On November 24, 2000,9 Manlar filed a Complaint10 for sum of money against Deyto and Ang before the Regional Trial Court (RTC) of Quezon City.  The case was docketed as Civil Case No. Q–00–42527 and assigned to Branch 215.  The Complaint essentially sought to hold Deyto and Ang solidarily liable on the rice supply contract.  Manlar prayed for actual damages in the total amount of P3,843,220.00, with interest; P300,000.00 attorney’s fees, with charges for appearance fees; and attachment bond and attachment expenses.

Deyto filed her Answer with Compulsory Counterclaim,11 claiming that she did not contract with Manlar or any of its representatives regarding the purchase and delivery of rice; that JD Grains Center was solely owned by her, and Ang had no participation therein, whether as employee, consultant, agent or other capacity; that JD Grains Center was engaged in rice milling and not in the buying and selling of rice; and that one of her customers was her daughter Ang, who was engaged in the buying and selling of rice under the trade name “Janet Commercial Store.” Deyto prayed among others that the Complaint be dismissed.

For her part, Ang failed to file an Answer despite summons by publication; for this reason, she was declared in default.

On June 7, 2001, Manlar submitted to the trial court a notarized minutes of a special meeting of its board of directors12 dated November 8, 2000, indicating that Pua was authorized to file and prosecute the Complaint in Civil Case No. Q–00–42527.

In a July 31, 2001 Resolution,13 the trial court resolved to deny Deyto’s special/affirmative defenses contained in her Answer.  Regarding her objection to Pua’s authority to prosecute the case for lack of the proper board resolution to such effect, the trial court held that the issue had been rendered moot by Manlar’s submission on June 7, 2001 of the notarized board resolution.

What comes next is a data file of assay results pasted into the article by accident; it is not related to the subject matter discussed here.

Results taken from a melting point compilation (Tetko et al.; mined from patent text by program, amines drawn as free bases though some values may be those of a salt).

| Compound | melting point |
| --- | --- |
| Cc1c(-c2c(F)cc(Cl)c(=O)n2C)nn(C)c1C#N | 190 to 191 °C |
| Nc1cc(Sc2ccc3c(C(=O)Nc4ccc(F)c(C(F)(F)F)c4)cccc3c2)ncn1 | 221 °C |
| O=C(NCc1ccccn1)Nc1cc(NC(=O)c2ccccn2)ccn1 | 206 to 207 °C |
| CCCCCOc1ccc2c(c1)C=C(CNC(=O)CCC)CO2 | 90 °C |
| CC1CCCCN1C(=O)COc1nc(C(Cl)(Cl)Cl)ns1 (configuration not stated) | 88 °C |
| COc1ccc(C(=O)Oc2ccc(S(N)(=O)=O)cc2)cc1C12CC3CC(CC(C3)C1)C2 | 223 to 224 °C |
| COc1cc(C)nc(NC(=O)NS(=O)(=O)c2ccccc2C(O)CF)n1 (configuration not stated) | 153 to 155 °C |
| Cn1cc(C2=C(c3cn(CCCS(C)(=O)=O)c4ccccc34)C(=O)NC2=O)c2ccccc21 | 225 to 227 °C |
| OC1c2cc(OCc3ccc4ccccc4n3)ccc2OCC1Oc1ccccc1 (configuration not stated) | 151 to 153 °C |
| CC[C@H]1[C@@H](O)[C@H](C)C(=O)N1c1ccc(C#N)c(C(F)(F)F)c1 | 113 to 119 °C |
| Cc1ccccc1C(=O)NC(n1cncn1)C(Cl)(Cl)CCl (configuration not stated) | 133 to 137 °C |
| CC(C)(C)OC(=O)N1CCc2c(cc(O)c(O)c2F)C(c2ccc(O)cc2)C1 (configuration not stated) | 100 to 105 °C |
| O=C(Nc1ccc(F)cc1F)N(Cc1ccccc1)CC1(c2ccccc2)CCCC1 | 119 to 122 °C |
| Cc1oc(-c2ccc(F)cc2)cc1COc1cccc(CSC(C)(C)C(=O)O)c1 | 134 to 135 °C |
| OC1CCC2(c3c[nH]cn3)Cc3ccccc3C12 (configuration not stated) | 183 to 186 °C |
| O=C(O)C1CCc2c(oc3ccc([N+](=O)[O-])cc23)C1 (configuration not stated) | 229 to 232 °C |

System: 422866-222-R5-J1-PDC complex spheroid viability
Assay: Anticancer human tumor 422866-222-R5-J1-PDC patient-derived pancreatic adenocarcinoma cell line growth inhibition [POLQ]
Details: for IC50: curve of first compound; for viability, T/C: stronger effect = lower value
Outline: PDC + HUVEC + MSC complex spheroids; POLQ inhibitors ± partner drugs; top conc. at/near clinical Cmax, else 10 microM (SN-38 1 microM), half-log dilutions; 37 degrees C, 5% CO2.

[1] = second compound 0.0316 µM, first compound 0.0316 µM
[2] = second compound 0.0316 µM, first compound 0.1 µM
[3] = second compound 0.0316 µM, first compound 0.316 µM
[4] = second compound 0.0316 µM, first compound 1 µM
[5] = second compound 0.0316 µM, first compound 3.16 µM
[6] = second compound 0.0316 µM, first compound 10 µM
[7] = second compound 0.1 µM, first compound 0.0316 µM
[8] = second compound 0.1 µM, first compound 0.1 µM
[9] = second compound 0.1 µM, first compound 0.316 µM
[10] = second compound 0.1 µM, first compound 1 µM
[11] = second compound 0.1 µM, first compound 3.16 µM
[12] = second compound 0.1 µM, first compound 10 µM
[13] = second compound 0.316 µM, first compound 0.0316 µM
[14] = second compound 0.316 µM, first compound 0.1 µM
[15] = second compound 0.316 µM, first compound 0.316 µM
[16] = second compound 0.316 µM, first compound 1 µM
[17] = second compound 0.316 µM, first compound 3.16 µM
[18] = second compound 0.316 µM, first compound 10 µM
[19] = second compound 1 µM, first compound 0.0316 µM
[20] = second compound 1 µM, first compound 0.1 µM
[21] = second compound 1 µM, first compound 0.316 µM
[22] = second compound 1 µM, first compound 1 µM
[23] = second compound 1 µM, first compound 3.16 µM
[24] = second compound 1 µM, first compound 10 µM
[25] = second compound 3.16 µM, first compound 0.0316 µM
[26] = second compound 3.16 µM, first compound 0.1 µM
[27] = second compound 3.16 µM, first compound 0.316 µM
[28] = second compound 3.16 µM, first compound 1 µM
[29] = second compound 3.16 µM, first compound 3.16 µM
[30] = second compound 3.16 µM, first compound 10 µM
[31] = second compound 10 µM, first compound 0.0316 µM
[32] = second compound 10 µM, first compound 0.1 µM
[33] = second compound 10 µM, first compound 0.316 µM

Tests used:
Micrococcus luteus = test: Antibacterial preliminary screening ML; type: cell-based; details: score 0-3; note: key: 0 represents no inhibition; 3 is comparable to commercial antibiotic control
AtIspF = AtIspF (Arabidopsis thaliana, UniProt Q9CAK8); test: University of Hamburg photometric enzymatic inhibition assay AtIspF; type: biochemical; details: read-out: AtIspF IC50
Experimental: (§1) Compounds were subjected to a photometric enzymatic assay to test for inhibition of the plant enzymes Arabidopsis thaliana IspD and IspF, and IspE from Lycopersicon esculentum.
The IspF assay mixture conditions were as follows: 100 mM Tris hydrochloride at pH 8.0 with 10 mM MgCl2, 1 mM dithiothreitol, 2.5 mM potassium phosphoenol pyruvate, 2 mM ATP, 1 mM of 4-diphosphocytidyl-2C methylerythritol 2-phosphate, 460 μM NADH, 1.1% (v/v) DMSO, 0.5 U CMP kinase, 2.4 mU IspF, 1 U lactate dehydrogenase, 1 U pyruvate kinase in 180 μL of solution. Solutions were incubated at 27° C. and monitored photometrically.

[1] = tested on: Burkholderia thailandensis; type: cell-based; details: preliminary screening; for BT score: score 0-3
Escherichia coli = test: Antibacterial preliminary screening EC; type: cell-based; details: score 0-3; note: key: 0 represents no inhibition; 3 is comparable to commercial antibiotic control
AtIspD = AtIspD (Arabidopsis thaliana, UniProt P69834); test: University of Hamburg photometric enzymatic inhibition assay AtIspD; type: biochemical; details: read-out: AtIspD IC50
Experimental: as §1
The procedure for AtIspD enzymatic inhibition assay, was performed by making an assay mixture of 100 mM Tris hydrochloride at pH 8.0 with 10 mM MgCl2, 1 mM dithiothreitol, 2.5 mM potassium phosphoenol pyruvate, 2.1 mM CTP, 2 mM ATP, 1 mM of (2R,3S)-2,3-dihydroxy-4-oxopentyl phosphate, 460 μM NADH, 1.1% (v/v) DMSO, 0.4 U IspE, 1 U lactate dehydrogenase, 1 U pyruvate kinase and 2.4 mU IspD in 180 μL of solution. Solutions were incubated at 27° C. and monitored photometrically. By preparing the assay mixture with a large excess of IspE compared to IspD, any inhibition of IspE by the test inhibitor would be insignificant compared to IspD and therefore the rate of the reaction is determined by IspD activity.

During trial, Manlar presented its lone witness, Pua, who testified that he knew Deyto and Ang since 1995; that Ang was the Operations Manager of JD Grains Center; that they (Deyto and Ang) bought rice from Manlar on “cash on delivery” basis from 1995 up to 2000; that since 2000, they increased the volume of their purchases and requested that they pay Manlar by postdated checks on a weekly basis, to which Manlar acceded; that Manlar agreed to this arrangement because Deyto induced Pua to deliver rice on the assurance that Deyto had extensive assets, financial capacity and a thriving business, and Deyto provided Pua with copies of JD Grains Center’s certificate of registration, business permit, business card, and certificates of title covering property belonging to Deyto; that when rice deliveries were made by Manlar, Deyto was not around; that it was solely Ang who issued the subject checks and delivered them to Pua or Manlar; that initially, they (Deyto and Ang) faithfully complied with the arrangement; that later on, they defaulted in their payments thus resulting in the dishonor of the subject nine checks previously issued to Manlar; that by then, Manlar had delivered rice to them totaling P3,843,220.00; that he went to the residence of Deyto at No. 93 Bulusan Street, La Loma, Quezon City on five occasions to demand payment from Deyto; and that he likewise went to Ang’s residence at No. 4 Sabucoy14 Street, San Francisco del Monte, Quezon City to demand payment.15